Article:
FK: I think the point is that there’s these issues that exist within cons naturally because one of the things that happens online is when you’re not embodied and talking to each other face to face, these issues, even as much as they come up, they’re not as visceral. And when you go to a con, there you are in this space with these other people who are embodied around you, and you see if there’s gender diversity, if there’s neurodiversity, if there’s racial diversity, to some degree you see sexuality diversity also depending how open people are about it, and...s...o you know, I think it’s a different experience and I think it’s probably good—I guess I shouldn’t say “It’s good for people to meet in person” but I think it is to some degree because I think it really humanizes people. I had an incident a while back at a con, not to name names, where I was put on a panel with somebody I had gotten into a horrible internet argument with in the past. I discovered that actually we didn’t hate each other at all. They were a reasonable person whom we had gotten really angry at each other and it was a good thing we had been forced to see each other as humans and talk to each other. And you know, I still don’t agree with everything they say but now they’re a person to me. And I think that’s a really valuable aspect of cons.
(On joining a round-table at Leviosacon)ELM: Right! The funny thing about it is, the thing about being a lurker, I thought so so so much about these characters and this pairing, just by myself. I’ve written things about them, I’ve written little metas just for me, and so I led this round table and it was really wonderful and if anyone who was there is listening, thank you so much for coming and everyone who’s participated. It was just like, all these conversations that I’d only been having with myself for years, I got to have out loud. And the things that I had thought about for years, my insights into the characters or whatever, I like how I just undermined myself by being like “Insights, LOL” [all laugh] —people were like, “Oh yeah absolutely! Great point!” And nodding and stuff and I don’t know. It was, I have never—gotten in plenty of arguments about Harry Potter with IRL people over the years. But I’ve never really gotten to talk about a ship and the stuff I like in fanfiction in that way. And the deep ways that fanfiction interrogates these characters. So that was magical.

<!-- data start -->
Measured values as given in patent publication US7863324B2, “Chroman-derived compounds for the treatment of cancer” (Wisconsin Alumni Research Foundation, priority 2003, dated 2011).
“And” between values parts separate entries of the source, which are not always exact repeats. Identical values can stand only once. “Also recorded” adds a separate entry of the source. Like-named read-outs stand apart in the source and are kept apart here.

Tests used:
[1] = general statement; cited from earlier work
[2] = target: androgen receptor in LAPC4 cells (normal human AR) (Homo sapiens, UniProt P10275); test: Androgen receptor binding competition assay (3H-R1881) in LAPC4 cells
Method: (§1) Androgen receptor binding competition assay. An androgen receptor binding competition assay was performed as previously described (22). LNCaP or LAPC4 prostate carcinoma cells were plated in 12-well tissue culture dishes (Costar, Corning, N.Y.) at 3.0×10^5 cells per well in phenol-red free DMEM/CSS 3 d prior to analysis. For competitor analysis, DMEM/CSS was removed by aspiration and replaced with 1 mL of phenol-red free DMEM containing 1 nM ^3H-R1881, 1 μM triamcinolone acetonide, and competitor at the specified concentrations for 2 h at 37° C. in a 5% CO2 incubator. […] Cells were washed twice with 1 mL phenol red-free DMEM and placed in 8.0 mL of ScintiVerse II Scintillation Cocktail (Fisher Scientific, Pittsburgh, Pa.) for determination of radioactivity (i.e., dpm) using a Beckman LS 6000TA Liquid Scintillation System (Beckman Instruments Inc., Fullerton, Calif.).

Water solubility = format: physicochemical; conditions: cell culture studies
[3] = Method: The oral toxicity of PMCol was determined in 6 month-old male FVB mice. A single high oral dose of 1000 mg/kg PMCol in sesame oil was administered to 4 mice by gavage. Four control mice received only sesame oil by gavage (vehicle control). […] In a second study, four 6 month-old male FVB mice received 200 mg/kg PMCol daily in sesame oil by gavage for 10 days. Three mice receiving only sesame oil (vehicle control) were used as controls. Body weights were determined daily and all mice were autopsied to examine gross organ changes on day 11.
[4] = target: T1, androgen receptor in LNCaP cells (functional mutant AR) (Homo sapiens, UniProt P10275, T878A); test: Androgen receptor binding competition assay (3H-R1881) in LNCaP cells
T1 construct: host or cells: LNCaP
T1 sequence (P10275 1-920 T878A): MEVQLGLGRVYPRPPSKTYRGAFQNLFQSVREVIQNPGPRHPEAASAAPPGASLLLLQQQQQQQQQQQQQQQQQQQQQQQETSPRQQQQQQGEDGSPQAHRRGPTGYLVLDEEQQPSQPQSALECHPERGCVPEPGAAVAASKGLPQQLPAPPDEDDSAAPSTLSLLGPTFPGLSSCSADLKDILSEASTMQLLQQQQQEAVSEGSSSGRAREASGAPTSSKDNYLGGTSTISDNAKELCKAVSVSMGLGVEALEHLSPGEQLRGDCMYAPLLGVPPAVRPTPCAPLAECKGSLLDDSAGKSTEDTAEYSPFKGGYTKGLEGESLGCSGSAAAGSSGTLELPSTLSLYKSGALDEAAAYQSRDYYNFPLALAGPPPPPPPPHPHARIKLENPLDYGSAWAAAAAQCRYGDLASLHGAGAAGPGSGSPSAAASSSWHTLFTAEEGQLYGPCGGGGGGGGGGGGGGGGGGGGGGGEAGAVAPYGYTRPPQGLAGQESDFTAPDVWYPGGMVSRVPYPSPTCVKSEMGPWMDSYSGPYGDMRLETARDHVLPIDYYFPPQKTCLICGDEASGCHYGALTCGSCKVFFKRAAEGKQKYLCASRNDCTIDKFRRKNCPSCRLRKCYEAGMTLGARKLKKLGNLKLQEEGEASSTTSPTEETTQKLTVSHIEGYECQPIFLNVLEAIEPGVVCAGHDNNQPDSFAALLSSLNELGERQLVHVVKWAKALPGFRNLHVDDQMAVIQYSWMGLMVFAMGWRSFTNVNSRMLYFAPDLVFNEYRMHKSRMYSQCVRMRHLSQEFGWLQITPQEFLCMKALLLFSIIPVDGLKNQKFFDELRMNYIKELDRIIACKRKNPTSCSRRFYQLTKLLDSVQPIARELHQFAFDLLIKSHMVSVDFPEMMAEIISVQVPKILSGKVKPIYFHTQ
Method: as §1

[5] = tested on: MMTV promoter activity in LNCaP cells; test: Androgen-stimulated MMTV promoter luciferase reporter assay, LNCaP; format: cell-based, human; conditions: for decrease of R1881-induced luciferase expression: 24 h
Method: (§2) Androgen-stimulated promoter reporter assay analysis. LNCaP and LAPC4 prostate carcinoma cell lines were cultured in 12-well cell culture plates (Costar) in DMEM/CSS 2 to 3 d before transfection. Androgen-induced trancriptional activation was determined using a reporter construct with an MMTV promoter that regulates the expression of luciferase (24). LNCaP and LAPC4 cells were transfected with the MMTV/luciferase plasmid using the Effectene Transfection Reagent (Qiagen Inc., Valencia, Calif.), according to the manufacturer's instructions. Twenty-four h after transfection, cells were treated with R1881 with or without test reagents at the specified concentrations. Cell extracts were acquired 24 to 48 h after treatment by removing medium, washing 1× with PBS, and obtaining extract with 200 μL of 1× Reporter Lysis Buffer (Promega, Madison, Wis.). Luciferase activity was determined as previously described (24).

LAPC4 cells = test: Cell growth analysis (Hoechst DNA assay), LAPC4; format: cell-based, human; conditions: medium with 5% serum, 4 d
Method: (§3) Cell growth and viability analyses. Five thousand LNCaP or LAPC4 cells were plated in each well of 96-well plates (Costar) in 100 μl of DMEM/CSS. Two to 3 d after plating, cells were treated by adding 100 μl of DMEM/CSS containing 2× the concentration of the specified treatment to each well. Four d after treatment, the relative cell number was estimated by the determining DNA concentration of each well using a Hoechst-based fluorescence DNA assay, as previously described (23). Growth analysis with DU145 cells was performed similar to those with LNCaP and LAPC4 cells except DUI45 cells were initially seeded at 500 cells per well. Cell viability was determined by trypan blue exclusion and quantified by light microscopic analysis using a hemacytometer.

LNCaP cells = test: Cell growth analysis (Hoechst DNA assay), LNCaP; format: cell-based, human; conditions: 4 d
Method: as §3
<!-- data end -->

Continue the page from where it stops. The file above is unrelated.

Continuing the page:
FK: All of these things I think are part of the con experience, thinking about these issues. This is stuff that personally I think about most at cons and around cons because of the physicality of it.
ELM: Yeah it’s a time when it’s foregrounded cause you’re like “Here I am and what does this mean.” A con is an existential crisis, clearly.
FK: And about class also. If you’ve been to a con you’ve had that moment where your friend is like either, is like, let’s go to this incredibly expensive restaurant and you’re like “I can’t afford that,” or is like “Let’s go to McDonald’s” and you’re like “I don’t wanna eat that,” or—
ELM: Flourish in the middle class having some feelings! [laughs]
FK: But you see what I’m saying! It’s not something that’s exclusive to—suddenly you’re in this space with another person and you have to talk about your class, your race, your gender. Because you’re embodied with each other.
ELM: Sure, and that’s the sort of thing that I think comes up when you travel with friends inherently. Especially when you figure out what people prioritize and what people can afford or feel they can afford.FK: And your opinions about what they can or can’t afford have nothing to do with what they feel like they can or can’t afford.